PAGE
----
I love Halloween. I love it so much that I simply can’t do this HACK justice by expounding on all the different aspects of Samhain—believe me, I tried. So instead of telling you about my fanatical love of Ghostbusters, my childhood obsession with the supernatural, my teenage fascination with human myth, or my adult awareness of the how Magic(k) actually works, I’m just going to tell you about the greatest haunted hay ride ever.
My very first job was working at a haunted hay ride at the Buena Vista Camp Grounds in Buena, NJ. Our boss was this mean old guy who used to scream, “Where are my Mexicans?” referring to the cheap labor force that managed the grounds. For some reason he singled out me and my neighbor Phil as being the right people for a special assignment.
It was completely unique.
The wagon would go through the usual course of lame Halloween fare, the kind of stuff that people put up as decorations or how the corporations continually demystify the holiday. At the very end the wagon would take a long turn up a hill and ride far out to a giant warehouse.
Two Mexicans stood at the giant metal doors. The tractor entered the empty warehouse and the Mexicans would pull the giant doors shut. Inside, complete blackness. PITCH. BLACK. Suddenly, haunting classical music would blare from everywhere and a voice so well rehearsed, so perfect in its language, would tell a story about people who were murdered or something—it didn’t matter because it felt ominous. The music would swell and suddenly female voices blared in desperation. Bright white floodlights came on from all directions, blinding all the passengers in the hay wagon. Then the lights would go off leaving the half-blind passengers once again surrounded by darkness.
As the narrator continued speaking, our job was to sneak out from behind black tarp panels on the sides of each wall. In fact all the walls and floors were covered in black tarp. We wore all black and did a simple yet effective face job using only white makeup and baby powder. We’d crawl along the floor, straight up to the wagon, climb inside and either crouch in the middle or sit in empty spaces right next to unsuspecting passengers. The music would swell again and when the female voices wailed a second time, black lights went on. The already vision-impaired passengers totally lost their shit when we appeared, seemingly out of nowhere, right in front of their faces.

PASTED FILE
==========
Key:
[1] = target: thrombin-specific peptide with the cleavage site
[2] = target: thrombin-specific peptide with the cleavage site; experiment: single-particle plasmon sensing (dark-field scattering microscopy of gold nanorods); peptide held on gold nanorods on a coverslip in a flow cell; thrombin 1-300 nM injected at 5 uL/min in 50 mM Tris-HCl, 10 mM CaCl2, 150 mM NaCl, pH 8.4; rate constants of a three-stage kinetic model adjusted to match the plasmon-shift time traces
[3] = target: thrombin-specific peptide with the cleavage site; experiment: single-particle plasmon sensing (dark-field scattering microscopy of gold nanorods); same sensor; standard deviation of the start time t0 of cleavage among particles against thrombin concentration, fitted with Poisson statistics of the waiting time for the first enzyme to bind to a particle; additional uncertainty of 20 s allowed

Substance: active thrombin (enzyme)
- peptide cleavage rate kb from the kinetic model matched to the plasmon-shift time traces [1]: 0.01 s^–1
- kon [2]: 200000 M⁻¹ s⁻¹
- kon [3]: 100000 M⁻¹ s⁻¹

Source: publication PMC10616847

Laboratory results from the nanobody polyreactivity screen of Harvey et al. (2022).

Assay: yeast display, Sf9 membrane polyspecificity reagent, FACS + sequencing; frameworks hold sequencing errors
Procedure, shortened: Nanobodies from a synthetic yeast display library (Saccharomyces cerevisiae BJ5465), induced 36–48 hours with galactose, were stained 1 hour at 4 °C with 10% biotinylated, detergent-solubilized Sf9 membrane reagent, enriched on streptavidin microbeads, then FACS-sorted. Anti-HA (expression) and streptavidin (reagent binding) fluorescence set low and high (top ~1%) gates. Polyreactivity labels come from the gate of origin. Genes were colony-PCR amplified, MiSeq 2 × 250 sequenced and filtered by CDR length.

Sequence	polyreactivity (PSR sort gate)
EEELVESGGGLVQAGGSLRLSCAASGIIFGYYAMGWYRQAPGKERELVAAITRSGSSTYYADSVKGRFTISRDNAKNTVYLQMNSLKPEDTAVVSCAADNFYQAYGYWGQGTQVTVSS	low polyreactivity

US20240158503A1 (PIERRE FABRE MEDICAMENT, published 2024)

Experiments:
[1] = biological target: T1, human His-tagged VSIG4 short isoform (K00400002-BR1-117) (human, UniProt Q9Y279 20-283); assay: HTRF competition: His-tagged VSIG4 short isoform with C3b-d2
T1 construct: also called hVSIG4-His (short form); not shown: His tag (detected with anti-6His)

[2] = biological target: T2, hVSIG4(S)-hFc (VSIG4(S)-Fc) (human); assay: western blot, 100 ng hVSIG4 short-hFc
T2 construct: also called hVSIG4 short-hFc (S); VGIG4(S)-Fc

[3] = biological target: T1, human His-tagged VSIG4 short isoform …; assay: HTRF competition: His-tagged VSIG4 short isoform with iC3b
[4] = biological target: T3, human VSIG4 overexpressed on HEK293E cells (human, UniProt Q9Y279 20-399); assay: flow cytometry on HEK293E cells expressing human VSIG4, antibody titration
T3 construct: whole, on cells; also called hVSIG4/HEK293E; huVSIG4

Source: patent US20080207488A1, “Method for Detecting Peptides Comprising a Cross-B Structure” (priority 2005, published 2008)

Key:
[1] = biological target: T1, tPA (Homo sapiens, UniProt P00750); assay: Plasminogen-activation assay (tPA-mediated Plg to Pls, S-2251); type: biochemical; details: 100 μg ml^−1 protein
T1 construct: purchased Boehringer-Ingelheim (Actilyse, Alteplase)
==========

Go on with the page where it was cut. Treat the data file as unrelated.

It turned out that this awesome experience was the brainchild of two guys from Millville who were only slightly older than us. One guy named Matt was the anonymous narrator. He sat in a small room that he’d turned into a mini-sound studio, complete with multi-track equipment and a speaker system he’d set up throughout the entire warehouse. All the lighting was hung on wires, presumably by the Mexicans. (Nope, still not tired of that joke.)
Unfortunately, the ride had its dark side. One time Phil was punched in the face by some poor bastard who simply reacted to incomprehensible terror that way. See, we all learned an important lesson working on that ride: All you really have to do is put a bunch of people in pitch blackness for longer than a minute and things could get downright scary. The managers worried about possible law suits, so the ride was closed down. Since then I’ve never seen anything quite like it.
Corporations and conformists can attempt to lame-ify Halloween but they’ll never get rid of the Dark Spirit that lurks inside us all. Whether you love to scare or love to be scared, embrace it. You’ll soon be dead, and sticking around to haunt the living is just lame. Being alive is frightening enough.
Created with Admarket’s flickrSLiDR.
Towel Boy is a soul dirty bastard.